Anyway, as I said, I really enjoyed the game, much more than ever before. The gunplay is actually surprisingly good and even the level design turns out to be quite strong when you're not aimlessly walking through a dense blue cloud. I must even admit that the game was a lot more fun to me than most other early full 3D shooters like Quake, Blood 2 or Unreal. And surprisingly some parts of the game actually reminded me of Unreal, particularly the later somewhat alien and mysterious worlds.

I really feel like playing the sequel now but I'll gladly wait for the upcoming remaster. Really, really looking forward to that one now (and will gladly finally play its multiplayer which will apparently be powered by Steamworks and presumably Galaxy).
I wholeheartedly agree, the remaster finally made this game truly enjoyable and I don't regret having sold my (strongly censored German) N64 cartridge without ever finishing it. What irks me is that there's no reason for the lack of a Linux port though. :/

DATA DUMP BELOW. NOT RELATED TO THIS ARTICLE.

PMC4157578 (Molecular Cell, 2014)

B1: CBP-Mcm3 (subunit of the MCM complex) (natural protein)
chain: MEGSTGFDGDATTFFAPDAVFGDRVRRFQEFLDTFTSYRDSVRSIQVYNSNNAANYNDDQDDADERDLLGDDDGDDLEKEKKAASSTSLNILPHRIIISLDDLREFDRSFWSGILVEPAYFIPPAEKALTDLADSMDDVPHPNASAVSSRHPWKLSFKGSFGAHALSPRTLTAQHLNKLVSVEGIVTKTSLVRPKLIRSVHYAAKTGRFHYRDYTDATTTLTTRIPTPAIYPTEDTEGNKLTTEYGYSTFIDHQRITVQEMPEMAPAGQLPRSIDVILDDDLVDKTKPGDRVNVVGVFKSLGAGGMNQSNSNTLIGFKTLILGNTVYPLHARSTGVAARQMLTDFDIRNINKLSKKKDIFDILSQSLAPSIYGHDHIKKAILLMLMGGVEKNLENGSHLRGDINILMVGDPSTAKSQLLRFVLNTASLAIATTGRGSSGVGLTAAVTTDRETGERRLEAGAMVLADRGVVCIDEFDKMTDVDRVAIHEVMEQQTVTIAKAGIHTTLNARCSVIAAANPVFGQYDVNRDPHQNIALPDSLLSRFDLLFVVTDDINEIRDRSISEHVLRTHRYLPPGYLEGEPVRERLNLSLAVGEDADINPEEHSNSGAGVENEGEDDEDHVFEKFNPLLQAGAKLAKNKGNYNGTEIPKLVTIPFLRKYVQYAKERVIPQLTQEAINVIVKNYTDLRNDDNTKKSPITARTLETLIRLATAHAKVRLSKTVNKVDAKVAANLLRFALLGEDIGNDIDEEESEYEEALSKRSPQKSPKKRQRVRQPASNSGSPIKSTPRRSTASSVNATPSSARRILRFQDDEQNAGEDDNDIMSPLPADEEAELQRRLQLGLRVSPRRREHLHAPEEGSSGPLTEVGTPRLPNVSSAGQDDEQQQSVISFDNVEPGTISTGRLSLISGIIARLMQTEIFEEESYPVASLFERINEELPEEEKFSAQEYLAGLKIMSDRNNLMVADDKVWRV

Quite ironic that shortly after the remaster was finished, the actual source code of Turok showed up:
https://www.pcgamesn.com/turok/turok-source-code-found
Moto Racer 1 & 2

It's been years since I revisited these classic games and I'm glad that I did so. I wanted to play something quick, something fast and these first Moto Racer games deliver the fact-paced racing experience. I enjoyed the first game more and quite surprised that I totally forgot the additional 2 tracks and the unlockable pocket racing. I never played the third game before so it'll be the next game I'll play!
Post edited February 12, 2017 by Accatone
Resident evil 7
Resident evil remake
xcom 2